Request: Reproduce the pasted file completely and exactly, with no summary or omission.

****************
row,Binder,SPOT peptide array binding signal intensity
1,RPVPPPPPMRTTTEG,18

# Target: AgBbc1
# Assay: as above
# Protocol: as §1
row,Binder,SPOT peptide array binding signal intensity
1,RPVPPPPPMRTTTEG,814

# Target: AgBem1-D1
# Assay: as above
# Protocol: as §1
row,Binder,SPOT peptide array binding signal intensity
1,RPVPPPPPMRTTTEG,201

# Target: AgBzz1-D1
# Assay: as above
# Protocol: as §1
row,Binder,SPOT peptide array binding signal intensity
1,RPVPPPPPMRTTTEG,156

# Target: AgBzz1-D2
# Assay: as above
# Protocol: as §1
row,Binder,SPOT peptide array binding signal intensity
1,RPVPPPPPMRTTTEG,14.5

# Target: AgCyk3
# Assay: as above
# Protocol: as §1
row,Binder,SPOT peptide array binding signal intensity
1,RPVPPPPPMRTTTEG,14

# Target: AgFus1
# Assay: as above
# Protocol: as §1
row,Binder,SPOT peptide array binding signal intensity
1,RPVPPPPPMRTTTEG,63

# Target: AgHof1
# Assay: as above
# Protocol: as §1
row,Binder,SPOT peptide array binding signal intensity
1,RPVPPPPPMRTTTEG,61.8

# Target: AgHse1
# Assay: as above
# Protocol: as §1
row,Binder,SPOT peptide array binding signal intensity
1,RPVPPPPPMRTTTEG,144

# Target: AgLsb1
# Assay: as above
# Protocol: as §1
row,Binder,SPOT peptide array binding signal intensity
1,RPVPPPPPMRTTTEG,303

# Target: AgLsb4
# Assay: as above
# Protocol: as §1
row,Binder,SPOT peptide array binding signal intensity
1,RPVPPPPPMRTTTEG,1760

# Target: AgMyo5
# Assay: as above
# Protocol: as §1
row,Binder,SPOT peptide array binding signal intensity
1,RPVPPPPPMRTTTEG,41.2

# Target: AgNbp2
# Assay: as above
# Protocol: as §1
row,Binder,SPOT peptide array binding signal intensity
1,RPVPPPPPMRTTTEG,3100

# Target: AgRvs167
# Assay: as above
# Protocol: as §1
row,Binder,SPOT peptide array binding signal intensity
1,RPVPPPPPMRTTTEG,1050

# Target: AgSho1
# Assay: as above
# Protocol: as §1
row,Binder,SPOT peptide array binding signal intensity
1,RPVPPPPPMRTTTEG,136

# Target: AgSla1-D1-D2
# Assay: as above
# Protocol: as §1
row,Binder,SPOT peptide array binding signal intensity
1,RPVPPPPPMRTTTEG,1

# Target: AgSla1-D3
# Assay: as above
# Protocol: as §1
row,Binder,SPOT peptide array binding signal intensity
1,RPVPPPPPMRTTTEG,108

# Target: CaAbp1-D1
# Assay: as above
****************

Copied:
row,Binder,SPOT peptide array binding signal intensity
1,RPVPPPPPMRTTTEG,18

# Target: AgBbc1
# Assay: as above
# Protocol: as §1
row,Binder,SPOT peptide array binding signal intensity
1,RPVPPPPPMRTTTEG,814

# Target: AgBem1-D1
# Assay: as above
# Protocol: as §1
row,Binder,SPOT peptide array binding signal intensity
1,RPVPPPPPMRTTTEG,201

# Target: AgBzz1-D1
# Assay: as above
# Protocol: as §1
row,Binder,SPOT peptide array binding signal intensity
1,RPVPPPPPMRTTTEG,156

# Target: AgBzz1-D2
# Assay: as above
# Protocol: as §1
row,Binder,SPOT peptide array binding signal intensity
1,RPVPPPPPMRTTTEG,14.5

# Target: AgCyk3
# Assay: as above
# Protocol: as §1
row,Binder,SPOT peptide array binding signal intensity
1,RPVPPPPPMRTTTEG,14

# Target: AgFus1
# Assay: as above
# Protocol: as §1
row,Binder,SPOT peptide array binding signal intensity
1,RPVPPPPPMRTTTEG,63

# Target: AgHof1
# Assay: as above
# Protocol: as §1
row,Binder,SPOT peptide array binding signal intensity
1,RPVPPPPPMRTTTEG,61.8

# Target: AgHse1
# Assay: as above
# Protocol: as §1
row,Binder,SPOT peptide array binding signal intensity
1,RPVPPPPPMRTTTEG,144

# Target: AgLsb1
# Assay: as above
# Protocol: as §1
row,Binder,SPOT peptide array binding signal intensity
1,RPVPPPPPMRTTTEG,303

# Target: AgLsb4
# Assay: as above
# Protocol: as §1
row,Binder,SPOT peptide array binding signal intensity
1,RPVPPPPPMRTTTEG,1760

# Target: AgMyo5
# Assay: as above
# Protocol: as §1
row,Binder,SPOT peptide array binding signal intensity
1,RPVPPPPPMRTTTEG,41.2

# Target: AgNbp2
# Assay: as above
# Protocol: as §1
row,Binder,SPOT peptide array binding signal intensity
1,RPVPPPPPMRTTTEG,3100

# Target: AgRvs167
# Assay: as above
# Protocol: as §1
row,Binder,SPOT peptide array binding signal intensity
1,RPVPPPPPMRTTTEG,1050

# Target: AgSho1
# Assay: as above
# Protocol: as §1
row,Binder,SPOT peptide array binding signal intensity
1,RPVPPPPPMRTTTEG,136

# Target: AgSla1-D1-D2
# Assay: as above
# Protocol: as §1
row,Binder,SPOT peptide array binding signal intensity
1,RPVPPPPPMRTTTEG,1

# Target: AgSla1-D3
# Assay: as above
# Protocol: as §1
row,Binder,SPOT peptide array binding signal intensity
1,RPVPPPPPMRTTTEG,108

# Target: CaAbp1-D1
# Assay: as above